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Google poaches Apple employee in move to build its own processors

  • Google recently hired Manu Gulati from Apple
  • Gulati is an expert in computer chip design
  • The move suggests Google is getting serious about building its own smartphone processors
Members of the media examine Google's Pixel phone during an event to introduce Google hardware products on October 4, 2016 in San Francisco, California.
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Members of the media examine Google's Pixel phone during an event to introduce Google hardware products on October 4, 2016 in San Francisco, California.

It looks like Google is getting awful serious about designing its own smartphone processors.

The company recently hired an engineer named Manu Gulati from Apple, according to Variety. Gulati has at least 15 Apple patents related to chip design under his belt and will be key in Google's plan to build its own processors, Variety said.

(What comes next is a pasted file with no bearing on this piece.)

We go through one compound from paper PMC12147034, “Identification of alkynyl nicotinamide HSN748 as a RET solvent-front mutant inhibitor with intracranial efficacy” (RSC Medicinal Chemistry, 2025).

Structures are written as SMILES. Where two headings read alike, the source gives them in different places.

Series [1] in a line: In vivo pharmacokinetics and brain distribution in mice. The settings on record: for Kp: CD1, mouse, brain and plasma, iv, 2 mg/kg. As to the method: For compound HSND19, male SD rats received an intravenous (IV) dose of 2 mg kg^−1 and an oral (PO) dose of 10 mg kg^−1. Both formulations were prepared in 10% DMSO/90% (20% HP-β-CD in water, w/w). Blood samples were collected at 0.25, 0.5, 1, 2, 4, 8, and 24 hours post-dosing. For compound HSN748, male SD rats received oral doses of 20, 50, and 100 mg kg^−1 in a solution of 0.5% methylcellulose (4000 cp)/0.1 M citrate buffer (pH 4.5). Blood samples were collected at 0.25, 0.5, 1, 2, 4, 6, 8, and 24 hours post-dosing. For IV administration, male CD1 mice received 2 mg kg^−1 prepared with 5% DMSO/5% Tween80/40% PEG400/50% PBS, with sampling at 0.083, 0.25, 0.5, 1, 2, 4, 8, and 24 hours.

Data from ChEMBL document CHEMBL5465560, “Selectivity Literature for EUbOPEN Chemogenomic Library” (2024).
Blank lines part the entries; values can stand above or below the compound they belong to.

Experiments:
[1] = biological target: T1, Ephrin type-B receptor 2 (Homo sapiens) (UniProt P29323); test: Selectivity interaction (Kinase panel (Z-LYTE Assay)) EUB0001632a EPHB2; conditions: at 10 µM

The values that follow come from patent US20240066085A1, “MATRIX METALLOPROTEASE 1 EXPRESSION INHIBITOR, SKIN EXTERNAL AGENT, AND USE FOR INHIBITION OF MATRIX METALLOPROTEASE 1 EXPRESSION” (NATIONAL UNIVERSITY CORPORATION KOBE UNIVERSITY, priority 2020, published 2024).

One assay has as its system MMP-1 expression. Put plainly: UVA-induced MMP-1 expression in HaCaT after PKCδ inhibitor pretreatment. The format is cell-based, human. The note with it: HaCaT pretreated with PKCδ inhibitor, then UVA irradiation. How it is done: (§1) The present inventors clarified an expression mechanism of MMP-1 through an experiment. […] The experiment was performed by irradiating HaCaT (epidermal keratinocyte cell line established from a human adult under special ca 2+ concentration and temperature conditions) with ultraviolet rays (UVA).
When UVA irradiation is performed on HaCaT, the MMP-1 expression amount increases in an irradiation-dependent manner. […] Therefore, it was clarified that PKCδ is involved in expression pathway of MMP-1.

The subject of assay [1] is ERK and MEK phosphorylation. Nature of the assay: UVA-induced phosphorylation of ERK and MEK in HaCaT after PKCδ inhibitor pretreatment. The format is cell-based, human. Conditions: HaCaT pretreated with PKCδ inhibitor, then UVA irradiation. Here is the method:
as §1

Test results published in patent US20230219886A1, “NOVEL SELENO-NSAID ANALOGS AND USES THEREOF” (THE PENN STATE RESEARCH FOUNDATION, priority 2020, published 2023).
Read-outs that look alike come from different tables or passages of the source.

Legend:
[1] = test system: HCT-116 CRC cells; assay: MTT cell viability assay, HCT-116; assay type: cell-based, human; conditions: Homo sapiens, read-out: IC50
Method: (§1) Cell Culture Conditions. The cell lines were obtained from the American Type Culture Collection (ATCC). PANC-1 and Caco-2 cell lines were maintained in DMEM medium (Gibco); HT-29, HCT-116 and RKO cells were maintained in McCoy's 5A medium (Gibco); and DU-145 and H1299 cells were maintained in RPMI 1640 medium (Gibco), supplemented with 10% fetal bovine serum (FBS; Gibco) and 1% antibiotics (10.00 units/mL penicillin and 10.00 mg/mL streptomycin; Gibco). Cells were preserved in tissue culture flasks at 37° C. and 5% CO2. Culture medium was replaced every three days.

Apple currently builds its own smartphone processors but Google does not.

Apple's newest A10X chips, for example, are built-in house instead of by companies like Intel or Qualcomm. Qualcomm currently supplies its Snapdragon processor for Google's Pixel and Pixel XL smartphones.

Gulati's LinkedIn profile says he's now Google's "lead SOC architect." SoC stands for "system on a chip." Gulati worked at Apple for almost 8 years as a micro-architect and has also been employed by Broadcom and AMD.

If Google begins building processors in house, like Apple, it would potentially cut down on Google's reliance on Qualcomm. That may not be a big hit for Qualcomm, at least not yet, since the company still provides millions of its Snapdragon processors to smartphone makers such as Samsung, LG, HTC and others.

Still, this is a significant trend in the smartphone market. Other firms, such as Huawei and Samsung, have also started to build chips in-house, allowing them to rely less on potential supply restraints from outside parties.

A spokesperson for Apple was not immediately available for comment. Google confirmed Manu is now working for Google but declined to provide additional details.

Read the full Variety report.

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